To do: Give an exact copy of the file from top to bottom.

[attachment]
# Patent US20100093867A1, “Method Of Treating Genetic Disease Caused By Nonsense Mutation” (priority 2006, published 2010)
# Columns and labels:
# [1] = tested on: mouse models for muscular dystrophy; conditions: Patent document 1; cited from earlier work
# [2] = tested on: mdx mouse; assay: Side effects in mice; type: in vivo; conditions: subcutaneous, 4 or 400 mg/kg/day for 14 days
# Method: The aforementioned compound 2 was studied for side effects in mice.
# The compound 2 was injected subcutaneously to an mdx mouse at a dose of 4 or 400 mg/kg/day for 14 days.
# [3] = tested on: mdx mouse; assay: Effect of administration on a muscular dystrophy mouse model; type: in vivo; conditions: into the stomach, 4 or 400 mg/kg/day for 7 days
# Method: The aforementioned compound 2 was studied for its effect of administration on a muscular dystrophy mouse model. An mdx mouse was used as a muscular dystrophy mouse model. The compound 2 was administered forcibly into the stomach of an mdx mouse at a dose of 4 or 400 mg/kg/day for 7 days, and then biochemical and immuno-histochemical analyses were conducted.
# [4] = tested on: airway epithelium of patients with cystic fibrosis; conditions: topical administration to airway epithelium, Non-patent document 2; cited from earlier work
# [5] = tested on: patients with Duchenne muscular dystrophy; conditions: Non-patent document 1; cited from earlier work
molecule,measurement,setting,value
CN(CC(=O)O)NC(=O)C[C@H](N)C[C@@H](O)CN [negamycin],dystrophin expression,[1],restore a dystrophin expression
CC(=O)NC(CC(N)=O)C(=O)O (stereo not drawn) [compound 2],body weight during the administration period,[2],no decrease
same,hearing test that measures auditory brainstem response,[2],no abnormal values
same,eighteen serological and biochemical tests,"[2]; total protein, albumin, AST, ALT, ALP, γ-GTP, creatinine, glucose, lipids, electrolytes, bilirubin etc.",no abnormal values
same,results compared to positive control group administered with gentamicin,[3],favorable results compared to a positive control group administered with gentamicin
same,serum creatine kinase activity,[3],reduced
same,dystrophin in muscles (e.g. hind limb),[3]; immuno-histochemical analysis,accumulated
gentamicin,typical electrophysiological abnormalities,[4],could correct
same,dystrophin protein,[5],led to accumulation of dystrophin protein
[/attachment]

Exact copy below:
# Patent US20100093867A1, “Method Of Treating Genetic Disease Caused By Nonsense Mutation” (priority 2006, published 2010)
# Columns and labels:
# [1] = tested on: mouse models for muscular dystrophy; conditions: Patent document 1; cited from earlier work
# [2] = tested on: mdx mouse; assay: Side effects in mice; type: in vivo; conditions: subcutaneous, 4 or 400 mg/kg/day for 14 days
# Method: The aforementioned compound 2 was studied for side effects in mice.
# The compound 2 was injected subcutaneously to an mdx mouse at a dose of 4 or 400 mg/kg/day for 14 days.
# [3] = tested on: mdx mouse; assay: Effect of administration on a muscular dystrophy mouse model; type: in vivo; conditions: into the stomach, 4 or 400 mg/kg/day for 7 days
# Method: The aforementioned compound 2 was studied for its effect of administration on a muscular dystrophy mouse model. An mdx mouse was used as a muscular dystrophy mouse model. The compound 2 was administered forcibly into the stomach of an mdx mouse at a dose of 4 or 400 mg/kg/day for 7 days, and then biochemical and immuno-histochemical analyses were conducted.
# [4] = tested on: airway epithelium of patients with cystic fibrosis; conditions: topical administration to airway epithelium, Non-patent document 2; cited from earlier work
# [5] = tested on: patients with Duchenne muscular dystrophy; conditions: Non-patent document 1; cited from earlier work
molecule,measurement,setting,value
CN(CC(=O)O)NC(=O)C[C@H](N)C[C@@H](O)CN [negamycin],dystrophin expression,[1],restore a dystrophin expression
CC(=O)NC(CC(N)=O)C(=O)O (stereo not drawn) [compound 2],body weight during the administration period,[2],no decrease
same,hearing test that measures auditory brainstem response,[2],no abnormal values
same,eighteen serological and biochemical tests,"[2]; total protein, albumin, AST, ALT, ALP, γ-GTP, creatinine, glucose, lipids, electrolytes, bilirubin etc.",no abnormal values
same,results compared to positive control group administered with gentamicin,[3],favorable results compared to a positive control group administered with gentamicin
same,serum creatine kinase activity,[3],reduced
same,dystrophin in muscles (e.g. hind limb),[3]; immuno-histochemical analysis,accumulated
gentamicin,typical electrophysiological abnormalities,[4],could correct
same,dystrophin protein,[5],led to accumulation of dystrophin protein